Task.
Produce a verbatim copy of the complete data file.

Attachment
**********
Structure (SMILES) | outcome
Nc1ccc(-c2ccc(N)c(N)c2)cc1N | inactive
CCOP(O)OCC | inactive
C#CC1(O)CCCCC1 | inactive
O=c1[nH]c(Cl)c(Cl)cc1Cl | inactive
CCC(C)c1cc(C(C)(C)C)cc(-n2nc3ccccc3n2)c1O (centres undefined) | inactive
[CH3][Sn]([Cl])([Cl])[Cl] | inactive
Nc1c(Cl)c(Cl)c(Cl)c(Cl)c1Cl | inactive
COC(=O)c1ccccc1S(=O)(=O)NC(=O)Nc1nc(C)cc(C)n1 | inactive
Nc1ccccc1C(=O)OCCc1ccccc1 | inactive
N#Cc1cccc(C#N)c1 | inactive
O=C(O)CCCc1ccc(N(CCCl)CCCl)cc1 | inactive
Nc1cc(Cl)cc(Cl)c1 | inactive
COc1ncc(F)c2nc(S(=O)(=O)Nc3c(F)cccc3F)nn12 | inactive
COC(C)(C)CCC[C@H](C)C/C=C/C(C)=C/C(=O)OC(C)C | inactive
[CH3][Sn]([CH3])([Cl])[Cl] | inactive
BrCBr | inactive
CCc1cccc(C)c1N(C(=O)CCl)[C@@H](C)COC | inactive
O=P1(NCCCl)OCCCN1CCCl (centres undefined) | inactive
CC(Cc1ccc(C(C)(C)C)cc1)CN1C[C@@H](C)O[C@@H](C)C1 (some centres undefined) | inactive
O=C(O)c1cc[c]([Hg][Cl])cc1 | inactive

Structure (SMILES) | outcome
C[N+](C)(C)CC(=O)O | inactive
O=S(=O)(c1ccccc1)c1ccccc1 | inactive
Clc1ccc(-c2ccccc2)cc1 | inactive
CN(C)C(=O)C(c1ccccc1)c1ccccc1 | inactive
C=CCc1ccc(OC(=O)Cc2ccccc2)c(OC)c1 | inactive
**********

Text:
Structure (SMILES) | outcome
Nc1ccc(-c2ccc(N)c(N)c2)cc1N | inactive
CCOP(O)OCC | inactive
C#CC1(O)CCCCC1 | inactive
O=c1[nH]c(Cl)c(Cl)cc1Cl | inactive
CCC(C)c1cc(C(C)(C)C)cc(-n2nc3ccccc3n2)c1O (centres undefined) | inactive
[CH3][Sn]([Cl])([Cl])[Cl] | inactive
Nc1c(Cl)c(Cl)c(Cl)c(Cl)c1Cl | inactive
COC(=O)c1ccccc1S(=O)(=O)NC(=O)Nc1nc(C)cc(C)n1 | inactive
Nc1ccccc1C(=O)OCCc1ccccc1 | inactive
N#Cc1cccc(C#N)c1 | inactive
O=C(O)CCCc1ccc(N(CCCl)CCCl)cc1 | inactive
Nc1cc(Cl)cc(Cl)c1 | inactive
COc1ncc(F)c2nc(S(=O)(=O)Nc3c(F)cccc3F)nn12 | inactive
COC(C)(C)CCC[C@H](C)C/C=C/C(C)=C/C(=O)OC(C)C | inactive
[CH3][Sn]([CH3])([Cl])[Cl] | inactive
BrCBr | inactive
CCc1cccc(C)c1N(C(=O)CCl)[C@@H](C)COC | inactive
O=P1(NCCCl)OCCCN1CCCl (centres undefined) | inactive
CC(Cc1ccc(C(C)(C)C)cc1)CN1C[C@@H](C)O[C@@H](C)C1 (some centres undefined) | inactive
O=C(O)c1cc[c]([Hg][Cl])cc1 | inactive

Structure (SMILES) | outcome
C[N+](C)(C)CC(=O)O | inactive
O=S(=O)(c1ccccc1)c1ccccc1 | inactive
Clc1ccc(-c2ccccc2)cc1 | inactive
CN(C)C(=O)C(c1ccccc1)c1ccccc1 | inactive
C=CCc1ccc(OC(=O)Cc2ccccc2)c(OC)c1 | inactive